My life has other splits. I was born in Brooklyn, New York; we lived in an apartment twenty-five floors up, amidst the gray haze and twinkling lights of the city. When I was three, my family moved to Greenwich, Connecticut, a wealthy, all-white community filled with trees, birdsong, the scent of grass. I played outside with my dog for hours at a time. Climbed trees. Swam in the neighbor’s pond. There were butterflies and crickets in Connecticut, ladybugs and frogs. White, white snow. Ice-skating. The stars.
Occasionally, on the weekends, my family visited my grandmother’s townhouse in Brooklyn. Since my father had no connections with his family, I only knew my mother’s relatives in New York. The women wore pant suits with high heels, blue eye shadow; they snapped gum and spoke with rough accents, voices scratchy from Marlboros. They were certainly different than my mother, who by this time wore mink coats and twenty-four carat gold—but my mother never appeared like the women from Connecticut, who wore Laura Ashley dresses and used “May I” in their questions.
My grandmother’s house was small, dark, and comfortable; tomato sauce bubbled on the stove, the kitchen linoleum wavered with the weight of everyone’s footsteps. We—my aunt and her family, sometimes my uncle and his—sat at my grandmother’s kitchen table for hours at a time, eating peppers slathered in olive oil, chicken soup, spaghetti with meatballs and sausage, Italian pastry. Sometimes, I went out back to play with my cousins, entering an overgrown, rectangular plot bordered by a chain link fence, the jutting rooflines of neighboring homes our horizon.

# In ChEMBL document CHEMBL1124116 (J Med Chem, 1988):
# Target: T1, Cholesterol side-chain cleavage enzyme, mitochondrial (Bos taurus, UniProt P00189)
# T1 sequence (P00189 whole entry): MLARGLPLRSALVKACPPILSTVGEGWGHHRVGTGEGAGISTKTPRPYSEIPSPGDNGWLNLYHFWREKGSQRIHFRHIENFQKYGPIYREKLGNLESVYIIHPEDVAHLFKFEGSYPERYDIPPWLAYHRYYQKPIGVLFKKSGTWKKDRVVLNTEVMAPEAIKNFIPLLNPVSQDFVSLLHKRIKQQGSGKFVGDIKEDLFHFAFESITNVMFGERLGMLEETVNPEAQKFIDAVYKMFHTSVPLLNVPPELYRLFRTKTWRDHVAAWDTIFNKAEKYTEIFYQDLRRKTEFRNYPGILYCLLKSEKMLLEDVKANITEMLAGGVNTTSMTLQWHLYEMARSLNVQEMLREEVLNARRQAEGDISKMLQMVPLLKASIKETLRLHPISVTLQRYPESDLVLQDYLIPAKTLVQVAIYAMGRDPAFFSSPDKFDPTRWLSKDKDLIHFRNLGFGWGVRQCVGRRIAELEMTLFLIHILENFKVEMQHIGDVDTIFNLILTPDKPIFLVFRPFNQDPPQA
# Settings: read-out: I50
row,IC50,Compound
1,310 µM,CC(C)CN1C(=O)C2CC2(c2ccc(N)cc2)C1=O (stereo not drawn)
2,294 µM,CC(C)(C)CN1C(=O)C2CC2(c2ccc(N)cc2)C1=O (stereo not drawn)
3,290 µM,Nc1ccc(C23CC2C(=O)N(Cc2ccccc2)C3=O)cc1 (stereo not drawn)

Not that I claimed one place more beautiful than the other; I was a child, and I loved all of it.
I remember watching the Addams Family television show and paying extra attention to the female relative who looked like Doris Day. Gracious and sweet, she appeared remarkably clean and ordinary amidst her family of monsters in that cobwebbed haunted house. Of course, I never thought of my family in New York as monsters, but they certainly possessed personality, speaking loudly, teasing one another, interrupting, and laughing with their mouths full. Their audaciousness would be described in gentile Connecticut as ‘coarse’ or ‘crass’ or ‘rude.’ But I found my exposure to this other world empowering. None of my friends in Greenwich had ever been to Brooklyn, and probably hadn’t seen people who dressed like my relatives—except maybe in the movies, but that didn’t count because that wasn’t real life.